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(2019-2020) Corporate Philanthropy and its ulterior motives

by | Dec 6, 2019 |

By Jade Laverick, Lara Dixon, Emmeline Velecky, Amber Pocock, Shadee Lacey, Christian McKinnon, Cheyane Brown

In recent years, multinational corporations have been in the headlines for their philanthropic endeavours and charitable donations. Whilst on the surface, these large donations might appear as selfless attempts to improve lives around the globe, they are tied up in social relations in such a way that giving away money is never the end of the story. We will explore these issues through the examples of corporate giving by Microsoft and the Bill & Melinda Gates Foundation.

The complex consequences of corporations giving charitable donations can be better understood if we consider Mauss’ concept of ‘the gift’. Mauss (1954) argued that the exchange of gifts between different groups inevitably forms social contracts that bond the receiver to the giver with an obligation to reciprocate. Although Mauss mainly focuses on gift exchange within aboriginal societies, the idea of giving, receiving and reciprocation can be drawn upon when  analysing corporate philanthropy from an anthropological perspective. In many examples of corporate philanthropy, ‘the gift’ takes the form of a monetary donation. Although this donation is given in a way that attempts to close the gap between the rich giver and the poor receiver, it actually reinforces their differences because it reasserts the unequal power relations between the rich and poor. As Stirrat and Henkel (1997) state, ‘the act of receiving is hedged with conditionality at best, while at worst the gift may become a form of patronage and a means of control’ (72). The poor recipient will be forever indebted to the giver due to their inability to repay this gift, as ‘what starts out as a seemingly free gift is transformed into a heavily conditional gift when it reaches the ultimate recipient’ (Stirrat and Henkel, 1997: 66).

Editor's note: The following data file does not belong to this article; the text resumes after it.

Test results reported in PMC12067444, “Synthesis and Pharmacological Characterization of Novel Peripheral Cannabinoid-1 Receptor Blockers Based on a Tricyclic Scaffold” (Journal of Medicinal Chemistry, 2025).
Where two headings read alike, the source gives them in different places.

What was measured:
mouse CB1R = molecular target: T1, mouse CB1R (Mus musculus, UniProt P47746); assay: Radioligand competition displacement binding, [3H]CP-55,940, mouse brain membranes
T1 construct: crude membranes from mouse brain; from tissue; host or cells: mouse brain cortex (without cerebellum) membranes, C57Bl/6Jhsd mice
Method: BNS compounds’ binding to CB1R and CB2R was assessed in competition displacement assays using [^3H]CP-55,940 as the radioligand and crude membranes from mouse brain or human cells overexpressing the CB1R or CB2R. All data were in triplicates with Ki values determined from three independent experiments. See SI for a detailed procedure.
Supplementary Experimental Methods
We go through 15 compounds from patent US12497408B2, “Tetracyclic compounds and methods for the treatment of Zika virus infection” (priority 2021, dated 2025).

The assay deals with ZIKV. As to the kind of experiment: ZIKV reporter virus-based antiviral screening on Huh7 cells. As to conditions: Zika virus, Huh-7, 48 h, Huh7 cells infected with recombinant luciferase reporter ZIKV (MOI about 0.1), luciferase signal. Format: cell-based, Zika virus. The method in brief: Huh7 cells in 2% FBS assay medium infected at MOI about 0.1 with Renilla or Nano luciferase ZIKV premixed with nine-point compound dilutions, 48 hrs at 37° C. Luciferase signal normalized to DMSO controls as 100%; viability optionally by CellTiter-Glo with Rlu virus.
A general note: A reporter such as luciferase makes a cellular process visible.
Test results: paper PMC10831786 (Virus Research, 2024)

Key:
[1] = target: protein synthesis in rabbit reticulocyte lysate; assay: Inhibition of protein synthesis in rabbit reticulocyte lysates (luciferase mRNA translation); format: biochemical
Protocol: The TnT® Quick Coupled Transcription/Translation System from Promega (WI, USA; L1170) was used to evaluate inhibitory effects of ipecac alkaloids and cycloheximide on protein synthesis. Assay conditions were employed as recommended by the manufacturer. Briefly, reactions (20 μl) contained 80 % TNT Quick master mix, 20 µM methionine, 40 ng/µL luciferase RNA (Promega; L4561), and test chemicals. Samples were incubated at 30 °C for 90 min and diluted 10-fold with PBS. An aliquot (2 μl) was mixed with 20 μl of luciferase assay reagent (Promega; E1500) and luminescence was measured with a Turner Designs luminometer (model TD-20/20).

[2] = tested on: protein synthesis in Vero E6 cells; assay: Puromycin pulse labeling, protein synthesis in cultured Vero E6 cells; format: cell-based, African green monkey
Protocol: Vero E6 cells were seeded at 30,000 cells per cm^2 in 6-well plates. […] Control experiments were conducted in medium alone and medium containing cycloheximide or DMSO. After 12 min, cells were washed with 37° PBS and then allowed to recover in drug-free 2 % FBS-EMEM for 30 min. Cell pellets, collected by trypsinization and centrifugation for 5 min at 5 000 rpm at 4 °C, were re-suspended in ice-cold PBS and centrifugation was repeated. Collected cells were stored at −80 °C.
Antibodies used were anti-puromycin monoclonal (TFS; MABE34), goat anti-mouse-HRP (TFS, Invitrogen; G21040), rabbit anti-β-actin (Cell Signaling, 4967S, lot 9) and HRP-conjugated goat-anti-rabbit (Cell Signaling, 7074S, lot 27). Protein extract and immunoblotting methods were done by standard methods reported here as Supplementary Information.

Through the example of Microsoft, we can see how corporate philanthropic endeavours are not always a selfless act but can be an interested gift. Microsoft views technology as a crucial factor in the improvement of people’s quality of life, and are keen to close the global digital divide. This includes an initiative in Kenya where Microsoft collaborated with Mawingu Networks (Microsoft, 2019). By using low-cost technologies, they have connected people to the internet for as little as one dollar per month. While undoubtedly, there are many benefits to this corporate philanthropic endeavour, there are many unintended consequences to these actions. Corporate funders are becoming more strategic about their giving, looking to use their products and services to do good in the world, while also expanding brand loyalty and creating dependency and greater use of their products worldwide. Whilst this mission can be advertised as philanthropy, it is also in the interests of Microsoft to enter these emerging, profitable markets that are rife with future customers. It links to Mauss’ (1954) theory of the gift, which complicates the narrative of philanthropic endeavours. In practice, the gift can reassert unequal power relations because of the indebtedness and obligation that it creates. In this specific example, the dependency on the technology that is created serves to produce a series of problematic relations, by simply reinventing the differences between rich and poor. By becoming the dominant force in this emerging market, Microsoft can increase its market share and thus control the market forces, inevitably increasing profits.